British number one Andy Murray has said there was a time he thought he would never reach a French Open final.
The 29-year-old will face world number one Novak Djokovic in Sunday’s final after beating defending champion Stan Wawrinka 6-4 6-2 4-6 6-2.
“At the beginning of my career it was always a big struggle for me,” Murray told BBC Radio 5 live.
“When I was having problems with my back on clay I never thought it would happen for me here.”
Murray has now reached the final of all four Grand Slam tournaments, but up until 2013, the year he had surgery on a back injury, he had reached the semi-finals at Roland Garros just once.
But the world number two made the final four in 2014 and 2015 – going out to Djokovic last year – and has been in impressive form on clay this season, winning 18 of 20 matches on the surface.
“Reaching the French Open final is definitely not something I thought I’d do,” he said.
“Last year I started to have the belief that I could do it. It’s great credit to my team to get my body healthy.”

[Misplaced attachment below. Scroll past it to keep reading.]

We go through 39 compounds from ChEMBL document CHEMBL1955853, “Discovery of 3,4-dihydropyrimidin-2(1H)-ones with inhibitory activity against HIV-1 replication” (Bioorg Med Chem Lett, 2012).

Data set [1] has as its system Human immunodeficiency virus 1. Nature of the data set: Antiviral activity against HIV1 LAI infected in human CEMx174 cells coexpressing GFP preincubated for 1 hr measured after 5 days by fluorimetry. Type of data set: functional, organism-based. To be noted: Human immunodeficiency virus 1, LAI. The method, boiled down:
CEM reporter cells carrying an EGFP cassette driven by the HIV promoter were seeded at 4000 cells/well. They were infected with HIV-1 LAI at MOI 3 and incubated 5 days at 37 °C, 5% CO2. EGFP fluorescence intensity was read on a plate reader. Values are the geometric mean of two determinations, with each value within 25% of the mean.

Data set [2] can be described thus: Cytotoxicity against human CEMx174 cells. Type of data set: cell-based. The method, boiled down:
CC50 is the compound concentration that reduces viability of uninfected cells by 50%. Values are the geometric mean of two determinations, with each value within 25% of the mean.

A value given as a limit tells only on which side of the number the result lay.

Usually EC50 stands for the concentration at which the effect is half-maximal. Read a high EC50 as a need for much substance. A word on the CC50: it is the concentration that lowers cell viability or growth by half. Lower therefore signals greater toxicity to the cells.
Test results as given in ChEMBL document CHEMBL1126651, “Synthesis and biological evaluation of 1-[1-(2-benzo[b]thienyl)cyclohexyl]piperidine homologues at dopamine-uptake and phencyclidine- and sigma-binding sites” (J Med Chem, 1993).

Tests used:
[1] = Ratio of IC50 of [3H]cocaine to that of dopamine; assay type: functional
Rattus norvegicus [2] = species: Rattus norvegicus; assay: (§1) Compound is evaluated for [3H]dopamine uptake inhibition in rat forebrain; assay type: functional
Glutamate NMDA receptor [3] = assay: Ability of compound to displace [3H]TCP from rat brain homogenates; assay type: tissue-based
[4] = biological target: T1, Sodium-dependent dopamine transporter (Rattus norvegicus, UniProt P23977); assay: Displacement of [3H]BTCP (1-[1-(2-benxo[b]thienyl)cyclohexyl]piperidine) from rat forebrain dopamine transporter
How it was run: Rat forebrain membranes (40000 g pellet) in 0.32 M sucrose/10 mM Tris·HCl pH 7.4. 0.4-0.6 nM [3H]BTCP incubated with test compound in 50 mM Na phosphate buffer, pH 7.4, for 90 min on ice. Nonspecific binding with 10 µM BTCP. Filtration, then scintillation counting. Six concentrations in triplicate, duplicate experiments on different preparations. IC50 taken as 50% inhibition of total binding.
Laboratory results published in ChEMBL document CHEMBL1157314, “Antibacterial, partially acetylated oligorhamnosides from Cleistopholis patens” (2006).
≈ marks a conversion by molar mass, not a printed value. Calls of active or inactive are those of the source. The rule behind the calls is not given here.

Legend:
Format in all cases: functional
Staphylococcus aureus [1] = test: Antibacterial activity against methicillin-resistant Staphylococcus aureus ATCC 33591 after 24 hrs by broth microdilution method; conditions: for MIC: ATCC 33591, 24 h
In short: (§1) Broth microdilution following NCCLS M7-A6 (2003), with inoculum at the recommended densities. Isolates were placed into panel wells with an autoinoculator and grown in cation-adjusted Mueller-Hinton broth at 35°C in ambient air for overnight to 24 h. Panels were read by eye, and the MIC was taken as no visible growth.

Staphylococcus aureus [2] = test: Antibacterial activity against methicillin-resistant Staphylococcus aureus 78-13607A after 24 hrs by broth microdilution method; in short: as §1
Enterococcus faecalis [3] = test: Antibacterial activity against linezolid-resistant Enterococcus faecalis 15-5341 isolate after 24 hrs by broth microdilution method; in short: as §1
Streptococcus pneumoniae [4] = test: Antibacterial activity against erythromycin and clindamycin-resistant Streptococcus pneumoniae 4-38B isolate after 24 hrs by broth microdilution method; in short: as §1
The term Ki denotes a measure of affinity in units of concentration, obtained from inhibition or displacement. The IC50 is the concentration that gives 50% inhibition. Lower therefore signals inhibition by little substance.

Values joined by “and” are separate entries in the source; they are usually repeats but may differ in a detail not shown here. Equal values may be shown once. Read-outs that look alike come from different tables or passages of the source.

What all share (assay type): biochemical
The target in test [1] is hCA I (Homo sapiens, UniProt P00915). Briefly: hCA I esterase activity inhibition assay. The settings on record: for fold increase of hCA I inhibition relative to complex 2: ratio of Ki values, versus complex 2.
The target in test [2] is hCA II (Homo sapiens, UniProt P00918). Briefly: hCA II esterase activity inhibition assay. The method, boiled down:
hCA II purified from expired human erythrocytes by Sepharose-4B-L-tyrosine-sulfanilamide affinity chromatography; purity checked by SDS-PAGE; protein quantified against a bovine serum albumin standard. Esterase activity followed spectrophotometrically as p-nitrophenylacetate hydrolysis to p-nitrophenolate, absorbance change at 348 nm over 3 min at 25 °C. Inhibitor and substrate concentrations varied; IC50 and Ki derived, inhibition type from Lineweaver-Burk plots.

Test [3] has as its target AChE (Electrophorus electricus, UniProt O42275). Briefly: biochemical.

Facing an old foe
Djokovic, 29, who has won every Grand Slam except the French Open, holds a substantial 23-10 lead in his career head-to-head with Murray, but the Scot won their last meeting, beating the Serb on clay in the final of the Rome Masters.
BBC Radio 5 live commentator and 1987 Wimbledon winner Pat Cash suggested the damp conditions in Paris this week may favour Murray.
“I don’t know who the conditions will suit, Novak plays well on all the courts,” said Murray.
“It probably means there will be long rallies, you have to be patient in these conditions. It’s not easy to hit winners.”
Djokovic has reached three of the last four French Open finals, and lost them all.
“I’m sure it’s going to be a final with a lot of emotions and exchanges from the baseline because we have a similar style of game,” he said.
“I know his game he knows mine – I’m sure we’ll both give it our all.”
Teaching a French legend?
Murray was seen chatting with former Manchester United and France striker Eric Cantona after his semi-final victory.
And it seems Murray may have arranged himself a teaching job for later in the summer.
“We mainly spoke about football. Not too much tennis,” said Murray.
“He said he’s just had three tennis lessons. I told him if he’s ever around the Wimbledon area I’d take him for a lesson at Wimbledon.”
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